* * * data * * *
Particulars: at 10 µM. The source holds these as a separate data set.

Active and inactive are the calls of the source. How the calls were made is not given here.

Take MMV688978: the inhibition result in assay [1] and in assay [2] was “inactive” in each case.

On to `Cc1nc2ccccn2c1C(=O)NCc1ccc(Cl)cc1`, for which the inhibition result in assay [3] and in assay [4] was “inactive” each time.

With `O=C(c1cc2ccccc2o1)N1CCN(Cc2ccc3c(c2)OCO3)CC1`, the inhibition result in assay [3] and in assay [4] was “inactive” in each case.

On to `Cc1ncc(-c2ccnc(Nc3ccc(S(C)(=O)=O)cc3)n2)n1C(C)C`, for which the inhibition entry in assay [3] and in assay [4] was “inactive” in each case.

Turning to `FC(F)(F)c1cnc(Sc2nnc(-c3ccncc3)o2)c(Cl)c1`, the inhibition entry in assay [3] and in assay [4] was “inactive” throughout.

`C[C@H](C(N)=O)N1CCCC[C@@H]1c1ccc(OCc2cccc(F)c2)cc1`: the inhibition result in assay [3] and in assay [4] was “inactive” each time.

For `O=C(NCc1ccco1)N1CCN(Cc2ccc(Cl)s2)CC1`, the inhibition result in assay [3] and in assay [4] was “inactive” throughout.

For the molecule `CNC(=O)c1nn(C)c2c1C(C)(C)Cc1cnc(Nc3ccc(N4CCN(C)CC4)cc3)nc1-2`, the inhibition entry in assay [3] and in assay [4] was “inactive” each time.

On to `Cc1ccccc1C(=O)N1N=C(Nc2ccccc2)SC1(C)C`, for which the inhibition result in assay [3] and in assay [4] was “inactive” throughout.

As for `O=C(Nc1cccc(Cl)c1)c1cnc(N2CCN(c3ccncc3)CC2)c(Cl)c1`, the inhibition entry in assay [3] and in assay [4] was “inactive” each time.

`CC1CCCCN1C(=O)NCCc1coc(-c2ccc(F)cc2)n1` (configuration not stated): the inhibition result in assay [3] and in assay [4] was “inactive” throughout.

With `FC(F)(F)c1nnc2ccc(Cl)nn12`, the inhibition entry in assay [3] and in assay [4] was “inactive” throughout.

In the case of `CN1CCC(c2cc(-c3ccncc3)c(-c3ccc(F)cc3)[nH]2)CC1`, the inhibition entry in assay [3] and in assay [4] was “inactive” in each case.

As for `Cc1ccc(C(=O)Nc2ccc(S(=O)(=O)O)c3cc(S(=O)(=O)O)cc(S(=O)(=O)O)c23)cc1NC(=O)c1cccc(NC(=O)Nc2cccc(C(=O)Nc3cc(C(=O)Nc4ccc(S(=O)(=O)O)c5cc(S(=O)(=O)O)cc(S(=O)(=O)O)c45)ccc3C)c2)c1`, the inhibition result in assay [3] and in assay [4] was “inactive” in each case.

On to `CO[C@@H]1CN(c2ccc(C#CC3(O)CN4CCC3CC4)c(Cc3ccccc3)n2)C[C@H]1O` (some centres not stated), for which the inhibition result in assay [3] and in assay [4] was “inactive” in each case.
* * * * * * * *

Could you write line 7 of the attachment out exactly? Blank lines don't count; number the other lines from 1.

Turning to `FC(F)(F)c1cnc(Sc2nnc(-c3ccncc3)o2)c(Cl)c1`, the inhibition entry in assay [3] and in assay [4] was “inactive” throughout.